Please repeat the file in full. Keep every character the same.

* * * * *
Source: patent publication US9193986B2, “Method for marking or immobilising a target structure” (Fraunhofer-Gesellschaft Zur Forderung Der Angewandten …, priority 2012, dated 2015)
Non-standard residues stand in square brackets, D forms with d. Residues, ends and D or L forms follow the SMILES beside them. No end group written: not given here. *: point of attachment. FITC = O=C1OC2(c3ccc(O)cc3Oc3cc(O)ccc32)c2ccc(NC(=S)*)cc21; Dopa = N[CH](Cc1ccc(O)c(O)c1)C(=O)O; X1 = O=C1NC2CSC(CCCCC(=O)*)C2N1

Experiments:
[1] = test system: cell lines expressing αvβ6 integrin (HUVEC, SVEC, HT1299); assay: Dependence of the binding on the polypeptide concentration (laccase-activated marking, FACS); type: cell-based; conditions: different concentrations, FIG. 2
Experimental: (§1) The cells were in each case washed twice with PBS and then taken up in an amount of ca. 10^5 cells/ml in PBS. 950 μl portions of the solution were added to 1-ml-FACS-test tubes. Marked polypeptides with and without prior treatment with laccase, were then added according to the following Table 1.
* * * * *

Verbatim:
Source: patent publication US9193986B2, “Method for marking or immobilising a target structure” (Fraunhofer-Gesellschaft Zur Forderung Der Angewandten …, priority 2012, dated 2015)
Non-standard residues stand in square brackets, D forms with d. Residues, ends and D or L forms follow the SMILES beside them. No end group written: not given here. *: point of attachment. FITC = O=C1OC2(c3ccc(O)cc3Oc3cc(O)ccc32)c2ccc(NC(=S)*)cc21; Dopa = N[CH](Cc1ccc(O)c(O)c1)C(=O)O; X1 = O=C1NC2CSC(CCCCC(=O)*)C2N1

Experiments:
[1] = test system: cell lines expressing αvβ6 integrin (HUVEC, SVEC, HT1299); assay: Dependence of the binding on the polypeptide concentration (laccase-activated marking, FACS); type: cell-based; conditions: different concentrations, FIG. 2
Experimental: (§1) The cells were in each case washed twice with PBS and then taken up in an amount of ca. 10^5 cells/ml in PBS. 950 μl portions of the solution were added to 1-ml-FACS-test tubes. Marked polypeptides with and without prior treatment with laccase, were then added according to the following Table 1.